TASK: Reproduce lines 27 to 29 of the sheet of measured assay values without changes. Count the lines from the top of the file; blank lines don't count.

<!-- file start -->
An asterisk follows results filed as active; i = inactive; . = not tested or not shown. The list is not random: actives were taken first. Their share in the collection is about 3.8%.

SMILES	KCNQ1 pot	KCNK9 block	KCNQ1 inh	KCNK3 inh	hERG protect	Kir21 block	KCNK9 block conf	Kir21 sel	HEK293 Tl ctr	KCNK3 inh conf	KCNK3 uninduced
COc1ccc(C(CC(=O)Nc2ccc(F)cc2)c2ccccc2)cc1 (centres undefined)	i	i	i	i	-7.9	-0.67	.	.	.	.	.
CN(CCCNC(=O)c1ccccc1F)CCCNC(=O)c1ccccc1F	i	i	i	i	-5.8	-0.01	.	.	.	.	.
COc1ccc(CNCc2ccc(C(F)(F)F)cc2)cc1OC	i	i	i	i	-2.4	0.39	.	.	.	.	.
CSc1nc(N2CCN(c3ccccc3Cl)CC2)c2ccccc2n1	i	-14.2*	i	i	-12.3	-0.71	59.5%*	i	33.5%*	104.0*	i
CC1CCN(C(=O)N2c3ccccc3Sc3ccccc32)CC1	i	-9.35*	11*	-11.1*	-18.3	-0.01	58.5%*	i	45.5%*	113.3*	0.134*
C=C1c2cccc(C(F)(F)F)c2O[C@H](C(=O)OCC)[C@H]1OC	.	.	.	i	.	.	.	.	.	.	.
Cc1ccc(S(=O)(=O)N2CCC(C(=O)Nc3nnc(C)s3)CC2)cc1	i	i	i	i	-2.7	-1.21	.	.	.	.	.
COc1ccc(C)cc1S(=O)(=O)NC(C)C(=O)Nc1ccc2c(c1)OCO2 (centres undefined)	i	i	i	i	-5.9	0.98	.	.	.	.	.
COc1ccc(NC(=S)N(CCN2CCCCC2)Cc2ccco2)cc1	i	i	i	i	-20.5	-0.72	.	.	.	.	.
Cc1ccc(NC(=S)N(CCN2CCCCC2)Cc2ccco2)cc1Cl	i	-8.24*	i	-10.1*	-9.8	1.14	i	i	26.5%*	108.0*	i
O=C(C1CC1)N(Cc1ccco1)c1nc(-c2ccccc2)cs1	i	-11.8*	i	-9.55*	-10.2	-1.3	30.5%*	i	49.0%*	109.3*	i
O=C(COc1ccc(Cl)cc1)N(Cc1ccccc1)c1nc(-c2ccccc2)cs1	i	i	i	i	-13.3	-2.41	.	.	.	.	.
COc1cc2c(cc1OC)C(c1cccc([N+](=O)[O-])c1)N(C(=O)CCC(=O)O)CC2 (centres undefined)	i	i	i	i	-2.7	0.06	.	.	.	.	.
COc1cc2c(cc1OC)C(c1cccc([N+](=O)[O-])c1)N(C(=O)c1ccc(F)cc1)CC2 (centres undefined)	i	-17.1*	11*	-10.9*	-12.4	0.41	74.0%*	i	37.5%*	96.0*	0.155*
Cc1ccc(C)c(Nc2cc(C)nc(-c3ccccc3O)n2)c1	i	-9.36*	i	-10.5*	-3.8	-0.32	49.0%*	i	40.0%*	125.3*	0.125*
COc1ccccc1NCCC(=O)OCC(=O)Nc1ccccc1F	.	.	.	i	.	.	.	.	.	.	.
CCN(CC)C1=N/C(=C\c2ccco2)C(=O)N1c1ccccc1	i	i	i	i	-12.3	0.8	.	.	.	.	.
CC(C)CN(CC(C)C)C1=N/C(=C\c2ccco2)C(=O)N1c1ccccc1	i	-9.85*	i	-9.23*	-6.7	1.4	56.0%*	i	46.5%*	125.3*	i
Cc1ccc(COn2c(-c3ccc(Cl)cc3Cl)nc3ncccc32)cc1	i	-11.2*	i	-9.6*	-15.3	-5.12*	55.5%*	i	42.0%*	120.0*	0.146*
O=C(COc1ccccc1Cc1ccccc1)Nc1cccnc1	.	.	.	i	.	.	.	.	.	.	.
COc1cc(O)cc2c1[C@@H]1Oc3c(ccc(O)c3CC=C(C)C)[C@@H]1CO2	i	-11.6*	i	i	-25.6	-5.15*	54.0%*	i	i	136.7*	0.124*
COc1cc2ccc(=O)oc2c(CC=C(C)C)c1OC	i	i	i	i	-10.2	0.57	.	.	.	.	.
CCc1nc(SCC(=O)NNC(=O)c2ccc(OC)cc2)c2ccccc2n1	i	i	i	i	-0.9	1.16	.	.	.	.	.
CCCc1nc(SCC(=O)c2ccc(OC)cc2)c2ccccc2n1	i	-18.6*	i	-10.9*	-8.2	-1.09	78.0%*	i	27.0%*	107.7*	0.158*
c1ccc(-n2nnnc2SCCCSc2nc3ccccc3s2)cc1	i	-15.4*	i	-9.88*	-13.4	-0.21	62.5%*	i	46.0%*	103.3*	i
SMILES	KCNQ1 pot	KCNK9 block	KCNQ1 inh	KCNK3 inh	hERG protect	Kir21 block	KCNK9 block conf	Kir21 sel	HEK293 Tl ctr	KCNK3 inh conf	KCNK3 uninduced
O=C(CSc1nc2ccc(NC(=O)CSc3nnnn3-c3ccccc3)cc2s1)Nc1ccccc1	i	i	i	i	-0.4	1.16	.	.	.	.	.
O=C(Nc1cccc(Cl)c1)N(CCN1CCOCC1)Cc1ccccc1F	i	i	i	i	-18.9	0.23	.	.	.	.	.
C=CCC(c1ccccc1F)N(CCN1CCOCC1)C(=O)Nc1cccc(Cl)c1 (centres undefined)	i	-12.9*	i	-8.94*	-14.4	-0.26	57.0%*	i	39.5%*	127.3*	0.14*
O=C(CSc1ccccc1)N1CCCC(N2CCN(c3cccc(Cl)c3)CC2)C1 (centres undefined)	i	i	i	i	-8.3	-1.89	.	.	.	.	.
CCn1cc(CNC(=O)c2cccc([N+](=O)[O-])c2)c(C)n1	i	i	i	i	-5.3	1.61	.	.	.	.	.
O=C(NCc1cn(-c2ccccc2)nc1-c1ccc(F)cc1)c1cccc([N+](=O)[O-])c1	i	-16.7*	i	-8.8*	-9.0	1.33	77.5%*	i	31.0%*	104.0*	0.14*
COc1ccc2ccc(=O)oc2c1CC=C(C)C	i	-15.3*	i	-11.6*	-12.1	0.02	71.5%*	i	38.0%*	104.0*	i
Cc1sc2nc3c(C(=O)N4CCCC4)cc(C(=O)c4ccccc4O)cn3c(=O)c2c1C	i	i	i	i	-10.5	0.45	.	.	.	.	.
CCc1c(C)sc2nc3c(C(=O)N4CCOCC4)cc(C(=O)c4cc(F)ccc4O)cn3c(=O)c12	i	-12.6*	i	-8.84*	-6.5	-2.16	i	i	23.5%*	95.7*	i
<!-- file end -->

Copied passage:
c1ccc(-n2nnnc2SCCCSc2nc3ccccc3s2)cc1	i	-15.4*	i	-9.88*	-13.4	-0.21	62.5%*	i	46.0%*	103.3*	i
SMILES	KCNQ1 pot	KCNK9 block	KCNQ1 inh	KCNK3 inh	hERG protect	Kir21 block	KCNK9 block conf	Kir21 sel	HEK293 Tl ctr	KCNK3 inh conf	KCNK3 uninduced
O=C(CSc1nc2ccc(NC(=O)CSc3nnnn3-c3ccccc3)cc2s1)Nc1ccccc1	i	i	i	i	-0.4	1.16	.	.	.	.	.